This is a rush transcript. Copy may not be in its final form.
JUAN GONZÁLEZ: An historic trial against former U.S.-backed Guatemalan dictator Efraín Ríos Montt on charges of genocide and crimes against humanity came to an abrupt end Thursday when an appeals court suspended the trial before a criminal court was scheduled to reach a verdict. Investigative journalist Allan Nairn reported last night Guatemalan army associates had threatened the lives of case judges and prosecutors and that the case had been annulled after intervention by Guatemala’s president, General Otto Pérez Molina.
Ríos Montt was the first head of state in the Americas to stand trial for genocide.
He was charged in connection with the slaughter of more than 1,700 people in Guatemala’s Ixil region after he seized power in 1982. His 17-month rule is seen as one of the bloodiest chapters in Guatemala’s decades-long campaign against Maya indigenous people, which resulted in the deaths of hundreds of thousands.
On Thursday, survivors of the genocide attempted to approach Ríos Montt inside the courtroom, screaming “Murderer!”
- 1 year ago
The US Continues to Undermine Democracy in Venezuela
I just returned from Venezuela where I was one of 170 international election observers from around the world, including India, Guyana, Surinam, Colombia, Bolivia, Nicaragua, Scotland, England, the United States, Guatemala, Argentina, South Korea, Sri Lanka, Ethiopia, Jamaica, Brazil, Chile, Greece, France, Panama and Mexico. These observers included two former Presidents (of Guatemala and the Dominican Republic), judges, lawyers and numerous high ranking officials of national electoral councils. What we found was an election system which was transparent, inherently reliable, well-run and thoroughly audited.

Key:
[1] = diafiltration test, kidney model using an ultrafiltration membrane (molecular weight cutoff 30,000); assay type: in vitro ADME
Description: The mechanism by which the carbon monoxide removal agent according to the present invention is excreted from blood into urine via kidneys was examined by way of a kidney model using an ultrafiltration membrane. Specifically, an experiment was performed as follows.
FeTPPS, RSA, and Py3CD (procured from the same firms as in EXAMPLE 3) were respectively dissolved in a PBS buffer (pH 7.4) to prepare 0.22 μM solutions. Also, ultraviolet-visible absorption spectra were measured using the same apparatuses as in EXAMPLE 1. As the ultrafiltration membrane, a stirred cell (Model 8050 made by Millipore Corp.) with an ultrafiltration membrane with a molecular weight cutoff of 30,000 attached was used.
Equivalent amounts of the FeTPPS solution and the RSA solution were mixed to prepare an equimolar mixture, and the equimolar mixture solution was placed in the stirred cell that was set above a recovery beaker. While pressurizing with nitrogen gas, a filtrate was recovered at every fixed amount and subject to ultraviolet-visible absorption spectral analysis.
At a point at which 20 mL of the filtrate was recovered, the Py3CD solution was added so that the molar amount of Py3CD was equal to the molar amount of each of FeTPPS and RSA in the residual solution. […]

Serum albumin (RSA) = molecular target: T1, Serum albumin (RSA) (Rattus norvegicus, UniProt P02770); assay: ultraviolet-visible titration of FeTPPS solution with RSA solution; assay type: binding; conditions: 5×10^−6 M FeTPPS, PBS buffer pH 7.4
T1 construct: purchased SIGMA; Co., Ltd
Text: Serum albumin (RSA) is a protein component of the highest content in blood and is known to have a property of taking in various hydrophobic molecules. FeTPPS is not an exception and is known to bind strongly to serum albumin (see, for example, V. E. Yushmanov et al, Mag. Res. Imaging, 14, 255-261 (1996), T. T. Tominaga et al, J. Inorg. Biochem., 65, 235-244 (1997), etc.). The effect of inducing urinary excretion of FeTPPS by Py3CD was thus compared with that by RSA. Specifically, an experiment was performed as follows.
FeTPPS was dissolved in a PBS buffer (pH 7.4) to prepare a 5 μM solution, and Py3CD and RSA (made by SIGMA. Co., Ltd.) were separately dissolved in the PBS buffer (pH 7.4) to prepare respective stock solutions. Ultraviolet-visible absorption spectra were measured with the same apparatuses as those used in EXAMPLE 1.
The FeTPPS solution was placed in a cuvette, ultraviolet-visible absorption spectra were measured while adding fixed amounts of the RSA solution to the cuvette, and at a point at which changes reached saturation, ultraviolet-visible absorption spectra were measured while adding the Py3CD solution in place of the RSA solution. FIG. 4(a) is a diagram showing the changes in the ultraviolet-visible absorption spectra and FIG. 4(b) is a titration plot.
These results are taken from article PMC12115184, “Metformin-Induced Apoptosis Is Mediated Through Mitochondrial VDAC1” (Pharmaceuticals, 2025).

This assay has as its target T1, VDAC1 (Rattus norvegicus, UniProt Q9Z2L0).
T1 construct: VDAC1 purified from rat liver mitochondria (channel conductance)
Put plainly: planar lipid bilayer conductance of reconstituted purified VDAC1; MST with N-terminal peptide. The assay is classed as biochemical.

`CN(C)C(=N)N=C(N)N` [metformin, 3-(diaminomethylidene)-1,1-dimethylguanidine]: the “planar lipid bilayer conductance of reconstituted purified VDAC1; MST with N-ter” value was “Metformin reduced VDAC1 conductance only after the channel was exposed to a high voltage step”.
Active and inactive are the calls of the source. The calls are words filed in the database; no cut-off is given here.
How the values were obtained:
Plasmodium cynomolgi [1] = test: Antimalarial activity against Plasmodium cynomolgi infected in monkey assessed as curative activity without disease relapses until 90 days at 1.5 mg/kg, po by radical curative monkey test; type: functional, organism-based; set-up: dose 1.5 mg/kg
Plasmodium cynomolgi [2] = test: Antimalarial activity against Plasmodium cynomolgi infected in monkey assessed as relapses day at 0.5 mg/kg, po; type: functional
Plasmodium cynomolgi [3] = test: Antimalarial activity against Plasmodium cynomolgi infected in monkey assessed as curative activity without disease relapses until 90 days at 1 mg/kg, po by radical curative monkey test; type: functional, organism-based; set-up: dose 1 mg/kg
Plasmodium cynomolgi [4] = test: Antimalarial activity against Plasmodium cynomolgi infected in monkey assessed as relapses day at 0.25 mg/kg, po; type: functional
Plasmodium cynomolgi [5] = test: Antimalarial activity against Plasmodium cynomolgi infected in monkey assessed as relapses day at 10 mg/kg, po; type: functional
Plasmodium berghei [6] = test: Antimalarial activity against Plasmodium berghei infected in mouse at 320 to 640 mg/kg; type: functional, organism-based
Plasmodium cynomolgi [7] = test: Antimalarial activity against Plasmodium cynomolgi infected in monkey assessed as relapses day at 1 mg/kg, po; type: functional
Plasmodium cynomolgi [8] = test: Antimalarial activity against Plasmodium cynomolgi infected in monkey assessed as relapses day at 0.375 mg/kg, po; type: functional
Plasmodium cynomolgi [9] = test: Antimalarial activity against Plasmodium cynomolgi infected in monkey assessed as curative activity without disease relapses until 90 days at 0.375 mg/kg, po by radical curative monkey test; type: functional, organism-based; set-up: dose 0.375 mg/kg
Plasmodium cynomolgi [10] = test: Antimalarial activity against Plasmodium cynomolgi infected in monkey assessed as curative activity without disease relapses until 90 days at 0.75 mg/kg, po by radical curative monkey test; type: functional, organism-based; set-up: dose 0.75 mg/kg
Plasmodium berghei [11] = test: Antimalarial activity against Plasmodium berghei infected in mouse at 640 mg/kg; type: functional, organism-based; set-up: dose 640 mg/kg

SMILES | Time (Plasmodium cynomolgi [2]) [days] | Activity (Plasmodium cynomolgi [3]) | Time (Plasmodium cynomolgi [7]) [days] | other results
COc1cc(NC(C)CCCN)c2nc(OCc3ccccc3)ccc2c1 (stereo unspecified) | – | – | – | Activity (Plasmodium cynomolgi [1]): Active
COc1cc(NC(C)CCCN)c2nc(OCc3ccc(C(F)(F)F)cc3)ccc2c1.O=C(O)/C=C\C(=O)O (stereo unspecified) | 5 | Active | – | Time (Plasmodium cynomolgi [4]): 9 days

Indeed, as to the auditing, what has been barely mentioned by the mainstream press is the fact that over 54% of all votes are, and indeed have already been, audited to ensure that the electronic votes match up with the paper receipts which serve as back-up for the electronic votes. And, this auditing is done in the presence of witnesses from both the governing and opposition parties right in the local polling place itself. I witnessed just such an audit at the end of election day on Sunday. And, as is the usual case, the paper results matched up perfectly with the electronic ones. As the former Guatemalan President, Alvaro Colom, who served as an observer, opined, the vote in Venezuela is “secure” and easily verifiable.
In short, the observers’ experience this past week aligns with former U.S. president Jimmy Carter’s observation last year that Venezuela’s electoral system is indeed the “the best in the world.”
- 1 year ago
U.S. Secretary of State John Kerry:
Well, thank you very much, Congressman Meeks. I am very, very hopeful. I am planning a trip shortly to both Columbia and Brazil, and other countries, hopefully, as time permits.
We’ve had some issues, obviously, with Argentina, (inaudible) over some debt issues and repayment, so forth, which we need to work through. But look, the Western Hemisphere is our backyard. It’s critical to us.
Too often, countries in the Western Hemisphere think that the United States doesn’t pay enough attention to them. And on occasion, it’s probably been true. I think we need to reach out vigorously. We plan to. The president will be traveling to Mexico very shortly. And then south, I think he’s going — I can’t remember which other countries. But he’s going to the region. I will be going, other high-level visits.
And we intend to do everything possible to try to change the attitude of a number of nations where we’ve had, obviously, sort of a breach in the relationship over the course of the last few years.”